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Last Night a DJ Saved My Life
by Christina Li on Nov 13, 2009
A true born-and-raised DJ of San Francisco, the up-and-coming DJ
CAMS has been at his craft since 2001. Taking influences from his time spent in New York and traveling around the world, he has managed to gain an understanding of the industry. Giving a glimpse of his life to SF Station, DJ CAMS answers a few questions.
SF Station (SFS): When did you get serious about the DJing?
DJ CAMS (DC): When I really got serious about DJ’ing was actually in the summer of 2005. I was back in SF after a long sailing trip to the Middle East and back, and I remember walking into Mezzanine one night when DJ AM was spinning. I had heard of AM before, but had never seen him play.
I’ll never forget that night. I stood in the back of the club with my mouth open the entire time watching him do what I had never seen done before, brilliantly scratching songs together into party-rocking madness — everyone from Lynyrd Skynyrd, to B.I.G. to Blondie, Nirvana, Run-DMC, etc. I didn’t know you could do that!
Although I had my roots in house music from New York that night, AM inspired me to think beyond house music to blend all different kinds of music together in my set. So the primary style I play now is inspired both from the big-room house DJs of NYC and the scratching, party-rocking, hip-hop style of guys like AM.
SFS: What do you attribute your quick rise to fame to?
C: Well, I definitely wouldn’t say I’m famous yet, but I’ve definitely paid my dues. When I first started DJ’ing professionally back in 2005, I would take every gig I could get — sweet sixteen parties, student center shows at SF State, house parties, etc. Gigs for very little to no money. One of my first residencies was at a bar in South Lake Tahoe, which I drove to back and forth from SF every week for like $100 per show. I was so happy to be DJ’ing, I didn’t care what I was getting paid.
The same is still true. You have to pay your bills yes, but for me I oftentimes can’t believe I get paid to do something I love so much.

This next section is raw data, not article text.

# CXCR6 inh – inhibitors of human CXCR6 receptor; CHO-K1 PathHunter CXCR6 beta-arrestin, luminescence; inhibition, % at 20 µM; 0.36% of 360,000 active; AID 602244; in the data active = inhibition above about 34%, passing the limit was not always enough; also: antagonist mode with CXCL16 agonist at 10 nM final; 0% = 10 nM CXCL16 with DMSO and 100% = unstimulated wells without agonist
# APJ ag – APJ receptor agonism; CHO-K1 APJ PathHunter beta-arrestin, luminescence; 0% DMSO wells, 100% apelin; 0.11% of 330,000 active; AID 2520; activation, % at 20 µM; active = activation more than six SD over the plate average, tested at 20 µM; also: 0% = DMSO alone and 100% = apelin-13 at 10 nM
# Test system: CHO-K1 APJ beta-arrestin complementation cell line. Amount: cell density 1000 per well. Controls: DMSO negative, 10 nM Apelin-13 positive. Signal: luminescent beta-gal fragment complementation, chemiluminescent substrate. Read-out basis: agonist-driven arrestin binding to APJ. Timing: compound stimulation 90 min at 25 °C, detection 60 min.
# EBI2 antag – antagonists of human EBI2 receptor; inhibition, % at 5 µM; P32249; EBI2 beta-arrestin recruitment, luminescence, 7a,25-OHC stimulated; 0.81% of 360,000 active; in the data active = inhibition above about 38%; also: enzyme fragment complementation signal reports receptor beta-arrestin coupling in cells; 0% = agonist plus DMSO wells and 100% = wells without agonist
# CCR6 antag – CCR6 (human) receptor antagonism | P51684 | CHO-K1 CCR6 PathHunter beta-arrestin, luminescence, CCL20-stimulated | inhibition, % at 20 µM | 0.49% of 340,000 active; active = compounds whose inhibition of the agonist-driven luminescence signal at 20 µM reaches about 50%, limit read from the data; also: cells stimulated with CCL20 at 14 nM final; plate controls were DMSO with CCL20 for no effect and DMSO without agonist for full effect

SFS: Who are some of your favorite people to DJ with?
C: People who are super creative and keep me inspired, and who interact with the crowd well. My friend D-Sharp and I played at Vessel last month and the dude is talented! The Designer Deejays and I played together at 330 Ritch back in August, and I respect their 2x4 style and scratching skills. I also really respect E-Rock because he’s worked with everybody and played all over but he’s a really humble and good guy. He has been a great mentor for me.
SFS: Any crazy stories you would like to share with us?
C: One of my favorites is a few years back when I was playing a packed club, which shall go nameless, around the holidays and we were totally over capacity. It was probably around midnight, at the height of the party, when the fire marshal literally walked up to me, came inside the DJ booth, and told me to turn all the music off. I chuckled and thought he simply wanted me to turn the music down some. When I kept playing, he said firmly, “No, I meant turn it completely off.” I did as I was told, to which hundreds of people started booing at the top of their lungs. The best part was when the fire marshal made me get on the mic and tell everyone to leave the club. The boos got louder of course. Thankfully, once everyone was outside, they started letting people back in and the place got packed pretty quickly again. But seriously, there are few things more nerve-racking than killing the music at the height of the night in a packed club full of drunk party-goers!
SFS: What is something people misconstrue about DJs?
C: I think that a lot of people think that we have the easiest job in the world, like "really, how hard is it to play other people’s music?" The reality is that I spend hours each day finding new music, making original edits, trying new mixes, digging the crates, practicing, networking, promoting, etc. Anyone can be an awesome bedroom DJ. But the best guys work tirelessly to both land gigs and rock gigs at major venues and events.
SFS: What are some of the perks of your job?
C: I often can’t believe that I get paid to do something that I love so much. It’s rare that you find people who are as passionate about what they do for a living as I am. Music is my life, and besides my friends and family, there is nothing I love more in this world than rocking parties with two turntables. So the greatest perk for me is getting paid to do something that I would do for free.
SFS: Any upcoming releases or major gigs? Looking forward to Thanksgiving?
C: Through the rest of November and December I’ve got some awesome club dates lined up, all leading up to New Year’s at The Ambassador. As far as Thanksgiving, I have the sweatpants ready!
Check DJ CAMS out at http://www.dj-cams.com and http://www.myspace.com/djcamsmusic
by Christina Li on Nov 13, 2009